About Druidston Beach
Druidston Haven Beach is a 15 minute walk away, turn left out of campsite and follow the road then bridleway and wind your way down to the beach. At low tide the large sandy beach stretches out to provide lots of space with rock pools and caves to explore. Druidston is a well-kept secret and remains peaceful and relatively quiet even during the summer months when some busier beaches are crammed with people.
Druidston Haven has a secluded long, pebble and sandy beach enclosed on three sides by steep cliffs.
There are some spectacular cliff formations; natural arches and caves to the north of the main beach but keep an eye on the sea as you can get cut off by the incoming tide.
Access to the beach is by the coastal path or two footpaths joining up with the single track road that runs from Nolton Haven to Broad Haven.
You should be aware that the beach is used by a riding school and you may encounter horses on the beach or the north access path.
There’s limited parking on this road. Swimmers should take care as there are strong currents off Druidston Beach.
If you’re planning to visit, check out the tide times to make sure you’ve plenty of beach to play on and that you don’t get cut off by the incoming tide! Dogs allowed all year round.
Photo: Druidston Haven Beach
There are endless excellent, family-friendly beaches surrounding the Pembrokeshire Coast, with many superb locations only a few minutes away.
A delightful little village steeped in coal mining history.
The village has a very friendly atmosphere and caters for families and single folk alike. There are three pubs and a café.
The beach is not very wide, but is sheltered by two high cliff faces offering wind-free sun and water bathing. At high tide the beach is restricted to a shingle shore but is still a very safe and fun place to while the hours away.
Just around the corner - quite literally - is Settlands Beach. This a beautiful sandy beach, again offering shelter from the winds due to high cliff faces on either side.
The only way to reach Settlands by foot is at low tide, walking around the beach at Little Haven or Broad Haven. Watch out for that tide though. You could find yourself cut off when the tide rises!
Broad Haven is a large sandy beach, within walking distance of Little Haven and Settlands at low tide.
On the front is a convenience shop, pubs, cafes, restaurants and fish and chips. Again, Broad Haven is a relatively safe bathing beach with clean waters and a shallow bay.
The breath taking vista of the broad embrace of St Brides Bay as the motorist crests the hill dropping down into Newgale is something the visitor is not likely to forget.
The 2.5-mile wide beach of golden sand, backed by a high pebble bank, is a perfect family beach, but when the breeze is brisk a wind-break is necessary. The sands shelve gently so the shallows are ideal for small children, and during the summer the local authority provides wooden walkways to negotiate the pebbles from the two main car parks. Parking fees are charged from Spring to October but there are designated spaces for disabled use both on the seafront and in the clifftop park on the Nolton Road, where the views are even more spectacular and there is easy access to the Coastal Path.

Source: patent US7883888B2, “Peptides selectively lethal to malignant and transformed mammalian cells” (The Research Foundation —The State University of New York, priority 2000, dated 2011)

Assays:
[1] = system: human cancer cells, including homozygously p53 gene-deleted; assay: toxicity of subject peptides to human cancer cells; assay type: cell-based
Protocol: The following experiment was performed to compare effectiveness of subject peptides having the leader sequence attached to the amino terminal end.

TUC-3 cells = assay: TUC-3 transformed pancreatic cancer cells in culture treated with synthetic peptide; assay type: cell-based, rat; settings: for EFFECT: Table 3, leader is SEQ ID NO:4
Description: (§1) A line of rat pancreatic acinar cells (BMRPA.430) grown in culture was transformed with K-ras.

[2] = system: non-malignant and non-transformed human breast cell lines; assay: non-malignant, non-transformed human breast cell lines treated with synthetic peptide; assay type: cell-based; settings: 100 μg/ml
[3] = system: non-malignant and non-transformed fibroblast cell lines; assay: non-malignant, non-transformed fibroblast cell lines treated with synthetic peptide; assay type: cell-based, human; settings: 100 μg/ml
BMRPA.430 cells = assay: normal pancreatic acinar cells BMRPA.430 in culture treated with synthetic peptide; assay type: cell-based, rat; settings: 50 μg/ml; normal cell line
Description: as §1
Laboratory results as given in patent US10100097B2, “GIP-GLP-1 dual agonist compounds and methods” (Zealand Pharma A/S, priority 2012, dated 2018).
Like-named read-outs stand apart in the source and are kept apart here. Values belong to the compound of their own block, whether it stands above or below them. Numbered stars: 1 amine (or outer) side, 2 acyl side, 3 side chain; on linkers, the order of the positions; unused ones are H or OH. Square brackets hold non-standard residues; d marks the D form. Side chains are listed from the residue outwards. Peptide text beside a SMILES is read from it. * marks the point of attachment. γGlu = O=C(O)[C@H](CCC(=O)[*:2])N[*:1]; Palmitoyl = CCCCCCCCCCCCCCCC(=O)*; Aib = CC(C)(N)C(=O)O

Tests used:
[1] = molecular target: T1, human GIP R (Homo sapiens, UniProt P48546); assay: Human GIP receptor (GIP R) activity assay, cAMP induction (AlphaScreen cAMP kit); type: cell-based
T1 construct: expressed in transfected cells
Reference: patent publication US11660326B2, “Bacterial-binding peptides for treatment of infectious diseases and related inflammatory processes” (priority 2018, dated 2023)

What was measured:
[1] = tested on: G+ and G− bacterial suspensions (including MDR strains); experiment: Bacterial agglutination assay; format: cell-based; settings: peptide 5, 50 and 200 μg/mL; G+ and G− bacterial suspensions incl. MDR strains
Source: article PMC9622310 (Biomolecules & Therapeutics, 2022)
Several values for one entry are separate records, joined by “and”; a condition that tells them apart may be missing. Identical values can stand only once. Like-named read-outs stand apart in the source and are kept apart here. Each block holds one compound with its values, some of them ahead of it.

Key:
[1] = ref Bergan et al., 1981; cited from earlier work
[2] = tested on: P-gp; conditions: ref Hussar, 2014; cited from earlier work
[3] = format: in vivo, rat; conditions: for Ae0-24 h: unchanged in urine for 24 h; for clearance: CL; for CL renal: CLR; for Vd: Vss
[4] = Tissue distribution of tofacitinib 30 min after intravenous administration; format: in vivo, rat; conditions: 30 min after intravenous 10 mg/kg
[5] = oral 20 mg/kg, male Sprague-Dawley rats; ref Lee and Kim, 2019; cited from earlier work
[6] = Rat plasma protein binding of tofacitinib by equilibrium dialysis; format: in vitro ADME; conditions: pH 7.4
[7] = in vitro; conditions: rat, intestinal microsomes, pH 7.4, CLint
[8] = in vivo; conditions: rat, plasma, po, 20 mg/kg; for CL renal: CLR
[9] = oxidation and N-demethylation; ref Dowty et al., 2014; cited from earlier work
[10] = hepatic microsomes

This is one of the most picturesque beaches in Pembrokeshire and proves to be one of the biggest attractions of the County. It's golden sand and rugged features bring beauty and the beast together.
Further along the coast is Dale, home to the West Wales Water Sports Centre, which caters for the novice and professional alike.
Dale has become well known as one of the classic windsurfing venues, due to a wide range of sailing conditions along a small stretch of coastline.
Sheltered from the open Atlantic by a headland at the entrance to the Milford Haven Waterway, the mile-wide bay gives a large expanse of flat shallow water at low tide with no strong tidal currents, ideal for learning basic skills and building up confidence in sheltered safety.
The sweeping sands and rolling dunes of this mile long beach became the centre stage for two key films in recent years. First, Harry Potter and the Deathly Hallows, and its charmingly crafted Shell Cottage. Second, Russell Crowe and the cast for the recent Robin Hood blockbuster. This beach is home again to walkers and surfers alike and is very popular.
Dog Friendly Beaches
All of Pembrokeshire's beaches, over 50, welcome dogs. You can choose from wide expanses of golden sand such as Marloes or secluded bays such as Broad Haven south.
During the height of summer (1st May to the end of September), some of the more popular bathing beaches have dog restricted areas (this includes Poppit, Newgale north end, Broad Haven south end, Dale, Lydstep, Tenby South, Saundersfoot and Amroth). On two beaches, Whitesands, and Tenby North to include Castle Beach the restriction covers the whole of the beach. Druidstone Beach Dogs allowed all year round.
If you ride you can hire a horse from nearby Nolton Haven Stables and gallop across the sands. Or if you just want to relax, enjoy good food and wine in a friendly family atmosphere call in to the Druidstone Hotel overlooking the beach (open all day and all year).
Outdoor Activities and Family Entertainment
Pembrokeshire is a magnet for outdoor enthusiasts, the outdoor centre at St Davids originating the term 'Coasteering', coined because the coastline lends itself to the sport's energetic blend of climbing and cliff jumping. Exhilarating boat trips or more leisurely cruises for the less adventurous, are available from many small harbours around the Pembrokeshire Coast.
Bird watching from many advantage points on the cliffs is excellent. Look out for Kites and the Pembrokeshire Cuckoo.
Take your family for a 'fun' day out at Oakwood Leisure Park, Heatherton Sports and Theme Park, Folly Farm or Manor House Wildlife Park - all within an easy drive.